So, like, okay. It's the first day of boarding school, and you're the new kid. Not only that, but you're not like these other boys. You're on scholarship. Your name is Will Krudski, and you feel guilty because you bought the school's entrance exam on the Internet. You know this was wrong, but you didn't know if you could pass the test on your own, and you had to. Your father hates you and he scares you, and you need, more than anything, to get out of his house.
When the second season of NBC's West Wing premiered in October, with nine Emmys on the mantel and the lives of many key presidential staffers dangling in the balance thanks to last season's cliff-hanger assassination attempt, a stunning 25.1 million viewers tuned in to survey the damage. True, a bigger audience--about 50 million--watched the real presidential debate the night before, but that show tied up most of the major networks, and others carried it on tape delay. You practically had to turn the TV off to avoid it. Meanwhile, back in fantasyland a few weeks later, the Miss America 2000 pageant drew only 12.6 million viewers, just about half of The West Wing's total.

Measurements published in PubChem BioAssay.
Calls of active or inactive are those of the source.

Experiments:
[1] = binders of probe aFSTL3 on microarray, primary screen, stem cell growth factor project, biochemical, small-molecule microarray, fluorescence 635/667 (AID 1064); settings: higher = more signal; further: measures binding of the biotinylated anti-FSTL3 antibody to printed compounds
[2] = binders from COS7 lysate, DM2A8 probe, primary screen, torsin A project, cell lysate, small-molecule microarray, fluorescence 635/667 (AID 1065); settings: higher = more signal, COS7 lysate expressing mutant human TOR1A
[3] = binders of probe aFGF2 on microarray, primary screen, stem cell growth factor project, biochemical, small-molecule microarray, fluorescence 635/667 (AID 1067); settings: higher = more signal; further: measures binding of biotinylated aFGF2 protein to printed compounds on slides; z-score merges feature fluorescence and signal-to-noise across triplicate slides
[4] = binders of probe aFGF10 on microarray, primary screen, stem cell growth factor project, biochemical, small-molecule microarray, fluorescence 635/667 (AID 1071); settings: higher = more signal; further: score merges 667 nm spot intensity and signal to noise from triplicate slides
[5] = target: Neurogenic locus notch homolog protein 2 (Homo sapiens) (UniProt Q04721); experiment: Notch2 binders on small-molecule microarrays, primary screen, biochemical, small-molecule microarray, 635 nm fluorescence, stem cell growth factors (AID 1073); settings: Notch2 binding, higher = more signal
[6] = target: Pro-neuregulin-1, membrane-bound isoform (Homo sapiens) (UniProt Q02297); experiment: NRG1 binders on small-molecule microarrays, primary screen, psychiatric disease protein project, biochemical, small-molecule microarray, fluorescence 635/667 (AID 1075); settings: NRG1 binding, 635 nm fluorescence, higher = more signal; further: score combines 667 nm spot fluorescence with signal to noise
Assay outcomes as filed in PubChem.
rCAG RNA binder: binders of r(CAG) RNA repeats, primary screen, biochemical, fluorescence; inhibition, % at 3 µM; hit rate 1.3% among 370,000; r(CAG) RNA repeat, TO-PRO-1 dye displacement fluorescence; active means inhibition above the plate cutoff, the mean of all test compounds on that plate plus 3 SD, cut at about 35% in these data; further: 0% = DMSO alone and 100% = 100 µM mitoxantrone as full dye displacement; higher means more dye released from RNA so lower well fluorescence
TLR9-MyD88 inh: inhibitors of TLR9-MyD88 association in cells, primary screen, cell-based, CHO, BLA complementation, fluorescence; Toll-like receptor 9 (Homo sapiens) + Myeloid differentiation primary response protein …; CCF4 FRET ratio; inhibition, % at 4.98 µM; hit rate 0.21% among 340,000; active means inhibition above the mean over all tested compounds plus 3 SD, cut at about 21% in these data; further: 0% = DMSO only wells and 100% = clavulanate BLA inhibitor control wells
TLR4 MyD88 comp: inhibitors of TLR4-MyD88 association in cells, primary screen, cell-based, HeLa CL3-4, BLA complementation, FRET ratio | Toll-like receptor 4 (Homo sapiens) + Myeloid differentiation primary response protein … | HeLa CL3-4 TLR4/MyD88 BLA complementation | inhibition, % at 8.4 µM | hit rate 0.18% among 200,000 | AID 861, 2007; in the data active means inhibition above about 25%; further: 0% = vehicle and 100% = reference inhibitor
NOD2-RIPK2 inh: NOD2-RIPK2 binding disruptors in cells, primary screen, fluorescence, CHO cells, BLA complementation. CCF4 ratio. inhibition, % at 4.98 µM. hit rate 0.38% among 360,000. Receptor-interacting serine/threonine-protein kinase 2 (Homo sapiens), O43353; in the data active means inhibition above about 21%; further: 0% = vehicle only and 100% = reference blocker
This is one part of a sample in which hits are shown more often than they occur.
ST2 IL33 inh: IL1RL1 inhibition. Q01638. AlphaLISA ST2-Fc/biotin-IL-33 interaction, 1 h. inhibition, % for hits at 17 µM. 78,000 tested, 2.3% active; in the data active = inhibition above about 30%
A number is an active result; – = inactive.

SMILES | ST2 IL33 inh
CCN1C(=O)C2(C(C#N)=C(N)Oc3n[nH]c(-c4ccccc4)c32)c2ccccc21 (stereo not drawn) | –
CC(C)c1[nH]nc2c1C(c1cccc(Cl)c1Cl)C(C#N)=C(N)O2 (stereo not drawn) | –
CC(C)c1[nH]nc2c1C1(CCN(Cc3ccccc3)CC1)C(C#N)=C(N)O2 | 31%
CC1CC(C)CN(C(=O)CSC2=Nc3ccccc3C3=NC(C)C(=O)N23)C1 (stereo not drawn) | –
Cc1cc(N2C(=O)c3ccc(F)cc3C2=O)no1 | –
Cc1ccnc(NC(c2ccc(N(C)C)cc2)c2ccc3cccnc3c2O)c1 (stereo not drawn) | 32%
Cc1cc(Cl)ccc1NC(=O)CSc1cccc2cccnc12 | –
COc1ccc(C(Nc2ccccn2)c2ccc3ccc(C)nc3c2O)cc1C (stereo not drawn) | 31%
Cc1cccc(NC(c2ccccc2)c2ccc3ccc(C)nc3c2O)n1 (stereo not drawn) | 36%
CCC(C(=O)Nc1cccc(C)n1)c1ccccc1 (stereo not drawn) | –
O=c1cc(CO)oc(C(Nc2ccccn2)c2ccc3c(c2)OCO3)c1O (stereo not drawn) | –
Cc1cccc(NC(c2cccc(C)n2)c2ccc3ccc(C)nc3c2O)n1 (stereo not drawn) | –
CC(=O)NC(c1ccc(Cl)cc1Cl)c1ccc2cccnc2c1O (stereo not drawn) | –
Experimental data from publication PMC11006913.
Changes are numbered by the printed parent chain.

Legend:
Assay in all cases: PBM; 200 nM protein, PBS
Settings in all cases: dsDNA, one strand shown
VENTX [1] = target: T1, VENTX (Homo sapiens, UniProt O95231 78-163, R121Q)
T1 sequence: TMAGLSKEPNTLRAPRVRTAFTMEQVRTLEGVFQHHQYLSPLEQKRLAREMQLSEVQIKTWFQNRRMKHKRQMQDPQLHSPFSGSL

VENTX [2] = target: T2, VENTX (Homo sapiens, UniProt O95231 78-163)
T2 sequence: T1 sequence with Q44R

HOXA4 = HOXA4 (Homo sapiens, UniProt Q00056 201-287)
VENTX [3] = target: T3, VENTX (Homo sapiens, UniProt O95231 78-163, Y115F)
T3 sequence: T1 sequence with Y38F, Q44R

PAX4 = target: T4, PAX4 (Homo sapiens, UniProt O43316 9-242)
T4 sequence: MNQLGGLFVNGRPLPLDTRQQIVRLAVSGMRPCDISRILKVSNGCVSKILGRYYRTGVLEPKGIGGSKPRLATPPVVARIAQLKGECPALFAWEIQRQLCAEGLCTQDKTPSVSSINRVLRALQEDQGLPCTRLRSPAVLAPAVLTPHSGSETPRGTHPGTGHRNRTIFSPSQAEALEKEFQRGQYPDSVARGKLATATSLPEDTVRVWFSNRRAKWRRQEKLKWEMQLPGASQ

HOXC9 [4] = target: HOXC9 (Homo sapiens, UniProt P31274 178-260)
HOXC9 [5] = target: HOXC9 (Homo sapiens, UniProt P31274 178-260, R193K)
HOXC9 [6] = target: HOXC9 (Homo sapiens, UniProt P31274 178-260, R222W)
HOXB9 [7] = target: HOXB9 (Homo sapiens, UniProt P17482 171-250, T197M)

The advent of television has long been associated with the beginning of the end
of the "good old days." Historians, sociologists, filmmakers, and yes, even TV
shows (think Brooklyn Bridge and The Wonder Years) have explored
this relationship. In his 1990 film Avalon, Barry Levinson heartbreakingly
rendered the effects of TV on three generations of an immigrant family in
Baltimore, Maryland, as frequent family gatherings were replaced by solitary TV
dinners and aching loneliness. I was 20 years old when Avalon came out.
The irony of watching it on video, alone in my parents' basement, didn't escape
me. The experience left me feeling more palpably than ever before that I had